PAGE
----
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Learning Matters: Images, questions prove profound during homeless count

What can we do about homelessness in Glendale? Many hope the results of the annual “point-in-time” homeless count will bring more funding to the problem — and maybe some new ideas.

This year, Glendale’s count fell on Jan. 22 and 23, Tuesday night and Wednesday morning.

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To clarify, the count is more than a simple head count. It’s a series of interviews with homeless individuals who agree to participate in a survey so the city can get more funding and provide better services.

Conducted by teams of volunteers, accompanied by city homeless services staff and a Glendale police officer dedicated to serving our homeless population, the survey includes 41 questions (only 32 if no children under the age of 18 accompany the individual).

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Many of the questions were quite personal.

It was my third time volunteering for the night count and my second helping with a breakfast hosted at First United Methodist Church by the Sunday lunch program.

Area churches have been collaborating for nearly 25 years to provide a free Sunday meal to individuals in need, homeless or not.

Last year, the city asked if the group could host a breakfast to encourage more individuals to participate in the count.

The Tuesday night team on which I served — on a cold night that kept getting colder — completed 18 surveys over three and a half hours as we drove from one “high propensity” location to another. The next morning, I had the chance to interview several more individuals at the breakfast.

The city probably won’t announce the official count totals until spring, but our downtown area team encountered more individuals this year than we had in prior counts, and most of them readily obliged us with answers to our many questions.

We came across one young woman sitting in the dark, on the grass, looking out toward the street. When I asked where she’d slept the night before, she pointed to the building behind her and told me she’d slept by the door.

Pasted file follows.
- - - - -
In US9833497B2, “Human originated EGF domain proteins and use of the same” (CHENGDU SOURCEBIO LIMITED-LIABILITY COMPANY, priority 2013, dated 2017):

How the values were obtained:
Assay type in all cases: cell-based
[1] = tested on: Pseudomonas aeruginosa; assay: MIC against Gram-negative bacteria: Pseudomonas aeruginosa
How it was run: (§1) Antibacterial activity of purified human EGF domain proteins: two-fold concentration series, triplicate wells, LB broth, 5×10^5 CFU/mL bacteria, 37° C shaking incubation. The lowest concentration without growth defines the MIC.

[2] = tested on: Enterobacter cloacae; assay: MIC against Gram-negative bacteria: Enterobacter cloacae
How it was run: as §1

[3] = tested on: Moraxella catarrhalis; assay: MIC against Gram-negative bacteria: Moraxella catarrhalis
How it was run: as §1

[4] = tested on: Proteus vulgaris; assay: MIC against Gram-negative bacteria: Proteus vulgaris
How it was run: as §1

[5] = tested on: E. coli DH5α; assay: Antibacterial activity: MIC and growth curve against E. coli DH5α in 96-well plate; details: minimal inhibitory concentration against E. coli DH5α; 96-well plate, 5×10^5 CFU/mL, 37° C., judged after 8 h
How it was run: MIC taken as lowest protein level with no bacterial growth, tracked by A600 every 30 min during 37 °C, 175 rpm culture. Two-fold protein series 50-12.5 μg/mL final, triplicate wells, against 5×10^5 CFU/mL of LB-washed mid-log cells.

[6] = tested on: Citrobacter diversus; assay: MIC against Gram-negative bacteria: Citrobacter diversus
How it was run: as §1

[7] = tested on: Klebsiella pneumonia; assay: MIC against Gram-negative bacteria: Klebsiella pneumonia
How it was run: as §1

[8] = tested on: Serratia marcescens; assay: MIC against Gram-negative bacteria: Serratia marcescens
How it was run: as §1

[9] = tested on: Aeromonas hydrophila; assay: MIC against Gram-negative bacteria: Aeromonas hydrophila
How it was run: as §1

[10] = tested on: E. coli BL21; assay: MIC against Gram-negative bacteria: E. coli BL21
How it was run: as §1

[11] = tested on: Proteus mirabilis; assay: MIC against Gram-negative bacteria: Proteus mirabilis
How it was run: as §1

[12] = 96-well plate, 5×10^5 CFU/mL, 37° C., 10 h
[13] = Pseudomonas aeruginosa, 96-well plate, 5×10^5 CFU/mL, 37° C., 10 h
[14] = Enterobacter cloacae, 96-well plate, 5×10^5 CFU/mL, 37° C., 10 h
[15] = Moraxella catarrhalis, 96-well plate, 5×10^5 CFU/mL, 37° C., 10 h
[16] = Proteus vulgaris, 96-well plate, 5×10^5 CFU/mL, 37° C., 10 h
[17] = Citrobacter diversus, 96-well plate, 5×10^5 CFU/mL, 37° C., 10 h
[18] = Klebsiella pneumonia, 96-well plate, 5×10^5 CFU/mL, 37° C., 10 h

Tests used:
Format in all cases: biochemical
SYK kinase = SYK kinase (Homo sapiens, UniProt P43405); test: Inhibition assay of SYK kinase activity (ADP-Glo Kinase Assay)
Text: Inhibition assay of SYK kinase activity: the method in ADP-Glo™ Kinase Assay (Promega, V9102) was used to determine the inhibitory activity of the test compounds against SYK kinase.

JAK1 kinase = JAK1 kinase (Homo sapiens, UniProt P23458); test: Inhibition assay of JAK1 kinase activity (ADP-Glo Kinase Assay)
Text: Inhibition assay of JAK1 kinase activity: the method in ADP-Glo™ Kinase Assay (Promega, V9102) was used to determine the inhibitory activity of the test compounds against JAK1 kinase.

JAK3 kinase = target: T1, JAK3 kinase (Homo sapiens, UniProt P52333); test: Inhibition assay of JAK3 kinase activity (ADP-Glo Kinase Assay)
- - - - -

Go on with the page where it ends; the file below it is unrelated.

Glancing where she pointed, I saw another woman stretched out in a sleeping bag, but I heard no complaint about the other woman taking her spot.

Like several of the people we encountered, the young woman freely answered “yes” when I got to the question about mental illness: “Do you have a serious mental illness or emotional impairment that seriously limits your ability to live independently?”

“Oh, I’m psychotic,” came the matter-of-fact reply.

Others that night spoke of struggles with depression, anxiety or uncontrolled anger. One young man sitting on Brand Boulevard cited ADHD — or attention deficit hyperactive disorder — as a factor in his situation.

Some said they had medical care, others didn’t. We handed them cards listing available services, along with a blanket or jacket donated by a local business, and encouraged them to seek assistance.

One well-spoken young man hesitated to call himself homeless. He’d been out on the street only since the beginning of the week, and he could go to a relative’s home if he wanted. But he qualified for the count, so we proceeded.

To the “why did you become homeless?” question, he answered simply: “Gambling.”

I asked him if he’d read Dostoyevsky’s “The Gambler,” to which he smiled, and I handed him an invitation to breakfast. He and two of his friends came to breakfast the next morning. He gave me the impression he won’t be homeless long, but I hope he cuts down on the gambling.

An older man — closer to my age — recognized me from Sunday lunch and seemed to appreciate the chance to talk for a bit. When I got to the questions about the length of time he’d been homeless, he told me he was approaching his 10th anniversary on the streets.

He wasn’t proud of that, nor was he complaining. He said he was still looking for work. I told him the Verdugo Jobs Center has a program designed for homeless individuals, and it provides breakfast and transportation to work sites, but he didn’t express much interest.

The 80-year-old man living in his car remains, for me, the saddest of the night’s images, in part because he seemed so upbeat.

Living in a car qualifies as unsheltered for purposes of the survey, but sleeping on a friend’s couch or garage doesn’t.

This quiet and appreciative gentleman told me how he split his time between Glendale and another community, where he’d grown up, lived, and worked until he retired.

Eventually, he’d found that Social Security wasn’t enough to cover his rent. He answered “no” to the question about family living in Glendale. He knew of no living family members.

As reported in the Glendale News-Press (“City conducts homeless count, Jan. 26, 2019), “this year’s annual homeless count appeared to show an uptick in homeless seniors….”

And from what I’ve seen and heard at Sunday lunches over the years, many currently housed seniors worry about their next rent increase, and whether they’ll be part of the count next year.

I know the city is on the lookout for apartment owners willing to offer one or two of their units as low-income housing. Might you know of any?

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